Many avid fantasy baseball managers stress the importance of loading up fantasy rosters with big hitters in the early rounds of the draft, but in my opinion, many of them overlook the value of snagging a few starting pitchers in the early rounds. Don’t get me wrong, you should by all means build your team around a few hitters that you know will consistently produce for you all year long, but having a few top-notch pitchers can really carry a team throughout the season and especially down the stretch when many of your sluggers might be battling fatigue and injury. Here are my top three fantasy starting pitchers:
1. Clayton Kershaw, Los Angeles Dodgers
Some might be surprised to see Kershaw at the top of the list, but after posting 14 wins last year on a Dodgers team that struggled to consistently score runs, if he stays healthy he can easily record anywhere from 17 to 20 wins. Last season Kershaw recorded 229 strikeouts and led the MLB in ERA. Fantasy owners can expect him to continue to improve on these numbers as he heads into his sixth season in the majors. One thing to consider before drafting Kershaw is that he was bothered by a hip injury last September, but honestly this should not scare anyone out of drafting him in the early rounds as he is only 25 years old and is typically not injury-prone.
2. Justin Verlander, Detroit Tigers
Verlander is more than just a talented starting pitcher; he is durable and consistent. These are two qualities that fantasy owners always want to hear associated with their top draft picks and Verlander embodies both of them. Since 2006 he has started 30 or more games in each season and in that same span he is averaging right around 17 wins and 220 innings pitched per season. All that together is the definition of consistency. He is also coming off a two-year period in which he won the American League Cy Young Award (2011) and then finished second in voting (2012). Overall Verlander is a great pickup because you can count on him to produce consistently and you can be sure that he will have plenty of opportunities to put up big numbers.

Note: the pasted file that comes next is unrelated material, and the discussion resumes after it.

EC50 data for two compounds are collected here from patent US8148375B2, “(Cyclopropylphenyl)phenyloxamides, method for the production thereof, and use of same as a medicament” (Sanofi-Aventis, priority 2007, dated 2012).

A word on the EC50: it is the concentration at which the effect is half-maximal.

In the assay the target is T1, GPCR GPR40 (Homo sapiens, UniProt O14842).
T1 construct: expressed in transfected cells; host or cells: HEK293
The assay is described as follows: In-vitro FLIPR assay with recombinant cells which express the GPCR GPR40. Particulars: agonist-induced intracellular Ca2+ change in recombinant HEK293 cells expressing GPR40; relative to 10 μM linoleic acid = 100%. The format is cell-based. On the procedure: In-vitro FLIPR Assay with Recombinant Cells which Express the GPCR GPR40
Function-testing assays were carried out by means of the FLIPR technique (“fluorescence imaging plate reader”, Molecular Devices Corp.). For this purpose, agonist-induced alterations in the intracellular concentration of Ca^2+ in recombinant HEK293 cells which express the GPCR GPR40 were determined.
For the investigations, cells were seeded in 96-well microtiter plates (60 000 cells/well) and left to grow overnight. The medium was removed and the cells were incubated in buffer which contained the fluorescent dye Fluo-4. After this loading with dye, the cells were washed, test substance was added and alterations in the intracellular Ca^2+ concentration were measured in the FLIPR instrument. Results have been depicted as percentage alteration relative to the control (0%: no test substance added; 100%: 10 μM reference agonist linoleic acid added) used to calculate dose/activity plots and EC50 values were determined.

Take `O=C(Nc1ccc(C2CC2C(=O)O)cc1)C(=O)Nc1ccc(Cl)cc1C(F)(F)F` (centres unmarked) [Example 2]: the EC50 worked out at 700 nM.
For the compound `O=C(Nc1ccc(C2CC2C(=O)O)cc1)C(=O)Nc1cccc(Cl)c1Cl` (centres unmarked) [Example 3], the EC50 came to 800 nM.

3. Stephen Strasburg, Washington Nationals
I know it may seem odd that I am actively endorsing Strasburg as the third starter off the draft board after his last season was cut short by Nationals management in early September, but last year when he pitched he was as productive as any fantasy pitcher in the league. In just 28 starts last season, he recorded 15 wins, 205 strikeouts and 159.1 innings pitched, not to mention a pretty solid ERA of 3.16. If Strasburg is able to pitch for an entire season, fantasy owners should definitely expect these numbers to improve. Another thing to consider is that after being cut off in the middle of a hotly contested playoff race last season, Strasburg will most likely start this season with a chip on his shoulder and be ready to prove to everyone that he is durable enough to pitch for an entire season.
Some avid fantasy players may wonder why Felix Hernandez didn’t make the cut for this list and the main reason for that is the worry that the Mariners will not be able to provide enough run support for him to post the kind of numbers he is capable of. Last season Hernandez started 33 games and posted an ERA of 3.06 but because of a lack of run support, he only ended up with 13 wins the entire season. Moreover, fantasy owners must be careful when drafting starting pitchers in early rounds and must be aware of each starter’s particular situation. But after all factors have been considered, drafting a pitcher in an early round can actually end up being very beneficial for fantasy owners.